Charles Dickens' A Tale of Two Cities starts off by saying, "It was the best of times, it was the worst of times."
Those 12 words are most likely the most fitting way to describe UConn's 2014 senior class, as the trio of four-year Huskies have endured experiences unlike any other class in the country.
It began in 2010-11 with a national championship, was followed with a 2012 collapse, a 2013 postseason ban and now, a 2014 resurgence that sees the program nationally ranked on the back of its senior point guard.
Shabazz Napier and the Huskies are hoping to bring the best of times back to Storrs, as the Huskies' 69-63 win over Rutgers is the beginning of a long road back to the national spotlight.
Napier led the way for the Huskies with 26 points, including hitting seven of 11 from three-point range. Joining Napier was fellow senior Niels Giffey, who, according to Napier, engaged his teammate in an impromptu three-point contest with four long-range shots of his own.
The ending of Napier, Giffey and Tyler Olander's UConn careers are on the horizon, but for one last game, the trio were able to enjoy playing on a floor they celebrated a national championship on just three years earlier.
"It was definitely a special moment," Napier said about the pregame ceremony that saw each senior honored in front of a sold-out Gampel Pavilion crowd. "I was just so focused on playing that I was just ready to get out there. The guys thought I was going to be the first to cry, but I told them that it wasn't like last year where I knew it was going to be our last game. I was just excited for it to be senior day, but I was more excited to play."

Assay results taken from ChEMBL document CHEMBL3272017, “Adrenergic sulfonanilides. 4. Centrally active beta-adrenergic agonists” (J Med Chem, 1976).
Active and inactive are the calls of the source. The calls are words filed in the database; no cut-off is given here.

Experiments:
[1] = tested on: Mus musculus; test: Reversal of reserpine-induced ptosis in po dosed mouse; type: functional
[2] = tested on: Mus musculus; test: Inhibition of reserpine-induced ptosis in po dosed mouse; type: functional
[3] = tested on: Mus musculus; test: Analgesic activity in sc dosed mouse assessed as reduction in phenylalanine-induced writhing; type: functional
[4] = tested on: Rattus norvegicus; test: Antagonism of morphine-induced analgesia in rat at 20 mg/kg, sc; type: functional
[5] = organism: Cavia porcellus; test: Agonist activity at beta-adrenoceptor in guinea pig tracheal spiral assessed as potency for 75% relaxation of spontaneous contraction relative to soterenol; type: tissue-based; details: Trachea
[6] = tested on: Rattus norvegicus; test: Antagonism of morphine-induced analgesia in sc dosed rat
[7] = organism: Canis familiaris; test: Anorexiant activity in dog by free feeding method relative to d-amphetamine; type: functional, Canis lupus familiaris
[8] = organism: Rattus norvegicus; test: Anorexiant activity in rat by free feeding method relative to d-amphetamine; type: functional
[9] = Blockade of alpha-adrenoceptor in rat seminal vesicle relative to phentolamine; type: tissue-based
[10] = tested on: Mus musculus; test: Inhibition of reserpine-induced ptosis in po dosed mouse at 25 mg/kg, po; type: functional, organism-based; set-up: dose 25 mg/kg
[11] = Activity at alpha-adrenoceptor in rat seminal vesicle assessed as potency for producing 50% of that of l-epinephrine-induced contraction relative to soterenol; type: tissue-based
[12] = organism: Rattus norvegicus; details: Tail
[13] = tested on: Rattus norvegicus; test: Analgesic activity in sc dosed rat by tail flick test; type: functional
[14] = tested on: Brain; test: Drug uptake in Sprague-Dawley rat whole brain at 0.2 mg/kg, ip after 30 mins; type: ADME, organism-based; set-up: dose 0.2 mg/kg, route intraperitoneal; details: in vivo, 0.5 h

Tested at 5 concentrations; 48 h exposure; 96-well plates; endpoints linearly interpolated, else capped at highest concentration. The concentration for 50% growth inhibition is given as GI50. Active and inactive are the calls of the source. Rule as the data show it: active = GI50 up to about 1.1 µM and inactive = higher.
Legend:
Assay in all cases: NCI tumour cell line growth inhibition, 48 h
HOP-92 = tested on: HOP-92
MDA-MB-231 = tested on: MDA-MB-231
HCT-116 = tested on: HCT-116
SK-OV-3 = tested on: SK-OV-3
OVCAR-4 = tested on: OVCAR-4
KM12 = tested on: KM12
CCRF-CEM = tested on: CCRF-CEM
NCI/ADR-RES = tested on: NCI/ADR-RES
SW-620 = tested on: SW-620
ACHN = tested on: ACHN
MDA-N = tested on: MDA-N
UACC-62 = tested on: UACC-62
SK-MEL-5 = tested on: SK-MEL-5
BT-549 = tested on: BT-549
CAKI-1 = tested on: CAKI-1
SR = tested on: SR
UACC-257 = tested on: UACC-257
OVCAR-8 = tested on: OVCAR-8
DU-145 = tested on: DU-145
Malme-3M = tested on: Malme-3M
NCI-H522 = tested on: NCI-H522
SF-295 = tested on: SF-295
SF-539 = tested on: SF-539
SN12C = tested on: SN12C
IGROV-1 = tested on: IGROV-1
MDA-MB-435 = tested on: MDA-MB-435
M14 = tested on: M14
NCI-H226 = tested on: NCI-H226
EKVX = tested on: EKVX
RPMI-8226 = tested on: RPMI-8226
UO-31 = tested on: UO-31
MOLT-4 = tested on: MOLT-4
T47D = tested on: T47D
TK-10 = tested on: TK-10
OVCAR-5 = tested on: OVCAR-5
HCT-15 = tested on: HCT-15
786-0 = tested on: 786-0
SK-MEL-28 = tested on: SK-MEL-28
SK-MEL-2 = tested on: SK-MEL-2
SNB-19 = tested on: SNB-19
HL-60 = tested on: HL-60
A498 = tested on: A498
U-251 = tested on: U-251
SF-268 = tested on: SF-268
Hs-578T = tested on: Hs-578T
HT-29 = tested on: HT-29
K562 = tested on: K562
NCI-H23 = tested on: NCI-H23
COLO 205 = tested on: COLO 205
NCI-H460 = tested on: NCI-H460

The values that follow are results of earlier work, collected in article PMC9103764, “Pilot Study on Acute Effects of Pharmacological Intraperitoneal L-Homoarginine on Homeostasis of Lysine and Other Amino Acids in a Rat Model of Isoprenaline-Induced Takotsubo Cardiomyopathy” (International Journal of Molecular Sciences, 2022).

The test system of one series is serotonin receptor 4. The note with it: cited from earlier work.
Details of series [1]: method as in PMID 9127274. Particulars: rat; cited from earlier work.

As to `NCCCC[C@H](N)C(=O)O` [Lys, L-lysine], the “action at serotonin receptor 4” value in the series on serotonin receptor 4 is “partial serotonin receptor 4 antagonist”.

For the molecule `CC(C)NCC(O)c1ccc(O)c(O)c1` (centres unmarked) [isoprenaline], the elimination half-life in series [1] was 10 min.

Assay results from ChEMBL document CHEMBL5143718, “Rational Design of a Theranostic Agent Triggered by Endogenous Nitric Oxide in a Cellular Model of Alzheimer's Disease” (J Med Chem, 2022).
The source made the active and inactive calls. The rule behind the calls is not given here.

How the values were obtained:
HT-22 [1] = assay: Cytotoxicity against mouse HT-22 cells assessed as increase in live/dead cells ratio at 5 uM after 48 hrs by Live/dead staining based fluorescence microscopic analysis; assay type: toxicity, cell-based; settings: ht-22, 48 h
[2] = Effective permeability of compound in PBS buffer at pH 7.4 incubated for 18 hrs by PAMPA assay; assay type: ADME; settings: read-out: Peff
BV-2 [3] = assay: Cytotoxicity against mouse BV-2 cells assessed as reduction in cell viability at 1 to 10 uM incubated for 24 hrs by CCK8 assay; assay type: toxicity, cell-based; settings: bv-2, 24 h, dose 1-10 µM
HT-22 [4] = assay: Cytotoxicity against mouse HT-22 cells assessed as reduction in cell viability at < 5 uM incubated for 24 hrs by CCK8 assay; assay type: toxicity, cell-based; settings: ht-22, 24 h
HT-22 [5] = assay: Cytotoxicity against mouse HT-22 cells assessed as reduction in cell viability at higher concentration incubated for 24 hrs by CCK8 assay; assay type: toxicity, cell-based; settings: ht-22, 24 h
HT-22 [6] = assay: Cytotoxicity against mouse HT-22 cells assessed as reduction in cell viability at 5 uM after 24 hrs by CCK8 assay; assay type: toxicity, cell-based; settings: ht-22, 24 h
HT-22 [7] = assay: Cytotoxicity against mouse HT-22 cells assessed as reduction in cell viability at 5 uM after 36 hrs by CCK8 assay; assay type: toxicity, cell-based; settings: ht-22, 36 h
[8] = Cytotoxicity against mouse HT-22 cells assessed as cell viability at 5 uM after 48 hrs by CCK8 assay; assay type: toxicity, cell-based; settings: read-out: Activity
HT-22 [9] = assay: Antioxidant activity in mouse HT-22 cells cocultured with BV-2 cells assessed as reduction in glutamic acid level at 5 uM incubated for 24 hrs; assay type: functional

It's crazy to think UConn was so close to never having a senior night quite like tonight, as Napier, Giffey and Olander all could have been a part of the mass exodus that hit the program with the 2012-13 APR ban.
"They could have left," said head coach Kevin Ollie. "They could have transferred. They could have done a lot of things. But one thing they said was that, 'we're going to stay through the tough times, we're going to get this program to where we belong.' They kept this program alive. I owe them a lot and I can never repay them for what they gave me."
"I thought about it with the fellas a couple days ago," Napier said when reminiscing on the difficult times. "We were just sitting and talking and remembering all of the funny times with our former teammates. I really didn't think too much about it other than that."
It has been a memorable four years for UConn on the court. However, Giffey said his best memories didn't come during the confines of a game, but during times with his adopted brothers.
"The funny thing is that the stories I'm going to remember are the stories from when all of us had been here late nights or over the summer getting all of these extra lifts in," said an emotional Giffey. "Those are the things that stick with you. Just being in the huddle. I think of a couple situations with Kemba. Those are the things that really stick with you."
UConn's seniors may have played their last game at Gampel Pavilion, but Ollie promised UConn fans they would see their seniors one more time in the coming weeks.
"We'll be back the second week of April," Ollie said while addressing the student section after the win. "We're raising a banner."
Do the Huskies have a chance of giving their seniors another national title? Have your say with a comment below or tweet @R_Tolmich with your opinion.
All quotes obtained firsthand